Arts, Culture & Media

Here's why you should care if you don't have any black friends

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Demonstrators protest against the shooting death of Michael Brown in Ferguson, Missouri, on August 18, 2014.

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Joshua Lott/Reuters

If you're reading this story and you're white, chances are you don't have a single non-white friend. That finding from a new study has become a flashpoint in the already-contentious national debate on race following the killing of Michael Brown in Ferguson, Missouri.

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This story is based on a radio interview. Listen to the full interview.

When The Takeaway discussed that point, it sparked sharp and varied reactions. "Demographics and where people live makes a big difference as far as exposure to people from different cultures," said one female listener. "And when you meet them, you just can't get enough"

Or maybe not, according to Anne from Salt Lake City: "I don't really think everybody always wants to mix up and should be OK to not do so. That's kind of a liberty that we have and I think it's a good one." Another listener agreed: "I don't really see the necessity to prove to America that I'm not racist."

But that, says journalist Kai Wright, is "kind of the wrong conversation."

Wright, the editor-at-large of Colorlines and a contributor to The Nation, says that the debate about racism has become too focused on personal actions and interactions. "Since the end of the civil rights movement, we said racism is about individual choices," he says.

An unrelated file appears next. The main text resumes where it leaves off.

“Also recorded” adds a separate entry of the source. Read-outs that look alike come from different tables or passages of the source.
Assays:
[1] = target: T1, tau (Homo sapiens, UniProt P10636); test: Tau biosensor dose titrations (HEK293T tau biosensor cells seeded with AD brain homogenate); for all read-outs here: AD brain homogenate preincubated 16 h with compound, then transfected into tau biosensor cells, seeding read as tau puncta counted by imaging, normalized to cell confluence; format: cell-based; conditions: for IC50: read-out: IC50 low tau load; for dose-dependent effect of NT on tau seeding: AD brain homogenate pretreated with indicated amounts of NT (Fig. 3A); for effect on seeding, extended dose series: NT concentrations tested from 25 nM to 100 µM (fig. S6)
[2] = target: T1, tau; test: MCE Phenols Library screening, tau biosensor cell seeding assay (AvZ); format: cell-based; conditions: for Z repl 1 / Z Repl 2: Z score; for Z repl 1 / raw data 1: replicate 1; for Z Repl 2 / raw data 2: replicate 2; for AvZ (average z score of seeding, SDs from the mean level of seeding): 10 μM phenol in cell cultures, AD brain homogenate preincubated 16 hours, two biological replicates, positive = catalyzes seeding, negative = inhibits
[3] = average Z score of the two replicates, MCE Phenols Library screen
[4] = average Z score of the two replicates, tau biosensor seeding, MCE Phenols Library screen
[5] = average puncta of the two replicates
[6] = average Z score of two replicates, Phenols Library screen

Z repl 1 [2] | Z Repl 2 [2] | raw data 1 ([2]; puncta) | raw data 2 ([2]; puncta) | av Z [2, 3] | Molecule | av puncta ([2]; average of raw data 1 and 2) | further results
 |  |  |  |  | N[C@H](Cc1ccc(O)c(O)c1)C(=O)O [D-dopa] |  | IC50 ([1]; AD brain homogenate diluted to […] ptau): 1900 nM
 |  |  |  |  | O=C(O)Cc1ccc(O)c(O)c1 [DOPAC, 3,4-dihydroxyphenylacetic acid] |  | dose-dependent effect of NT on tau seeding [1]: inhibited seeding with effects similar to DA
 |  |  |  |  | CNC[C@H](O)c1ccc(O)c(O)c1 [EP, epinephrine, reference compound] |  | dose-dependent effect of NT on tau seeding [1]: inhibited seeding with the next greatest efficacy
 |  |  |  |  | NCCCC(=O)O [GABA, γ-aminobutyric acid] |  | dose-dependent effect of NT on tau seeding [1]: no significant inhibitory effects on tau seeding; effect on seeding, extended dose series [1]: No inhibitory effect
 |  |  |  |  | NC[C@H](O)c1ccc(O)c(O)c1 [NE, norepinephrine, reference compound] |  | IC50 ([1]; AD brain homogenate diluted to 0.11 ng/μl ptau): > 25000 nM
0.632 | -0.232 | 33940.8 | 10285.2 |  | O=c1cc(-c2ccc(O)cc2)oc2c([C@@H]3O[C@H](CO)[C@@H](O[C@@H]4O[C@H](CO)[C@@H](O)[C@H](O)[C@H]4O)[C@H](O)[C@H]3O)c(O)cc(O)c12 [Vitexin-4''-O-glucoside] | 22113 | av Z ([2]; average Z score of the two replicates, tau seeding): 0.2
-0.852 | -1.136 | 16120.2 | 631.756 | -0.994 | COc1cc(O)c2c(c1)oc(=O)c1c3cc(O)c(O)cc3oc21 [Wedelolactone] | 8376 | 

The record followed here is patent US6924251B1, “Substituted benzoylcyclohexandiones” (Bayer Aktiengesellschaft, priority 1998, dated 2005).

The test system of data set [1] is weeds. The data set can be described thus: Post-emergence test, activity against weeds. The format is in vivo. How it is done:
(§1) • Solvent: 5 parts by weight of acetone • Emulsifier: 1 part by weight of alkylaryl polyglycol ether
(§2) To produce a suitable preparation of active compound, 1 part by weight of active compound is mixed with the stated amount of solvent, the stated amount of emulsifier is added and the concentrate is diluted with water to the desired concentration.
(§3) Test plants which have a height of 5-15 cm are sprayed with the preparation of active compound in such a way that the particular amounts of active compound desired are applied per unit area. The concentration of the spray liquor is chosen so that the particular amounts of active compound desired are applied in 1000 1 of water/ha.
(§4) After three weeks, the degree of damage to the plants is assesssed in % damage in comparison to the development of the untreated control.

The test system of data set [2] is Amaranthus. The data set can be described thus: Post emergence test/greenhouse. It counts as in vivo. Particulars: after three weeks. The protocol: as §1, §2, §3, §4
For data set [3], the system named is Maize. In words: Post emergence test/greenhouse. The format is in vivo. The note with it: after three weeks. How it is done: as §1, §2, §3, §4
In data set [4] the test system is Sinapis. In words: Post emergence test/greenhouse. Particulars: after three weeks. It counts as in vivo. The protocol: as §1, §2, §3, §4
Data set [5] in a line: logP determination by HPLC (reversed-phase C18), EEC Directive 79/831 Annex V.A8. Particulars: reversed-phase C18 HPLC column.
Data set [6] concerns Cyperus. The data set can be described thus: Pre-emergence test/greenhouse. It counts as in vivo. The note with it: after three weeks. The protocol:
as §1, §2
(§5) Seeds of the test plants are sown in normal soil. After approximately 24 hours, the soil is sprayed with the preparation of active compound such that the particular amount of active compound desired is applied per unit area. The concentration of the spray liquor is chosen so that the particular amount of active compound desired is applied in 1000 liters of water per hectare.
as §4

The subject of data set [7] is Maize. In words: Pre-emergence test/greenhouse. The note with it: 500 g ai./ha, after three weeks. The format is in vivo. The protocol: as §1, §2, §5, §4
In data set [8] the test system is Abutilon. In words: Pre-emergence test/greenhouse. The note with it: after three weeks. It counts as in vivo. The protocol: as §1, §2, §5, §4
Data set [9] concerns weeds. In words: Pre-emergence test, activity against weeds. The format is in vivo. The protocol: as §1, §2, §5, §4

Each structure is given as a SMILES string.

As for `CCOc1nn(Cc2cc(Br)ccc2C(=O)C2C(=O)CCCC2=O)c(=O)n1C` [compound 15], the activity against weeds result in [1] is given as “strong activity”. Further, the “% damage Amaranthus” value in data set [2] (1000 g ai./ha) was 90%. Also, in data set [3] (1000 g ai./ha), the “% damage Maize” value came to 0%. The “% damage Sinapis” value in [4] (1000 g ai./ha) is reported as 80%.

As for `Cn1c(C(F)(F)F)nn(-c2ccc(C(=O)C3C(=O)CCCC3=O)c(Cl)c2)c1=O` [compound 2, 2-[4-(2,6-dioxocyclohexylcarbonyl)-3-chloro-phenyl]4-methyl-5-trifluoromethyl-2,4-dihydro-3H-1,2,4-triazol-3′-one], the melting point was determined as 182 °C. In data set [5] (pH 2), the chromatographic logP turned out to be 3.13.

"I think some of the pushback you hear when people say, 'Hey, just because I have a black friend doesn't make me not racist, and the fact that I don't have a black friend makes me racist' is rooted in this idea that we said 'Hey, racism today is about individual choices,'" Wright argues. And that feeling of being attacked becomes counterproductive.

"The best way to have a conversation about racism is not calling individuals racists, because you don't get anywhere that way. And I think that's part of what you're hearing," Wright says. "People hear the study and they think, 'That makes me a racist!' That's beside the point."

So what is the point? Wright argues that the debate about race should be about systemic inequalities in American society, especially the effects of deep and widespread segregation in where people choose to live.

"The segregation we see in our education system in public schools is driven by residential segregation," Wright says. "The wealth gap that we see that is dramatic between white and black in the country is driven by residential segregation, because so much of our wealth is held in the home."

And, he says, it also makes it difficult for Americans of different races to understand each other's problems — which is exactly what's happening in the debate over Ferguson.

"If you have lived a life where you are in a black neighborhood and you're familiar with a kind of policing that goes on there, it's immediately relevant," he says. "It's immediately clear to you why people would be in the streets in Ferguson. If you live in a neighborhood where you haven't experienced that kind of policing, well — it's not."

And that, he thinks, is the real lesson of the controversial study. As listener Caitlin from Cleveland pointed out, "[t]he friendship thing is just an indicator of segregation. It's not an indicator of racism."

This story first aired as an interview on The Takeaway, a public radio program that invites you to be part of the American conversation. The Takeaway and PRI hosted a Twitter chat last week to discuss what happens next. To continue the conversation tweet with the hashtag #BeyondFerguson.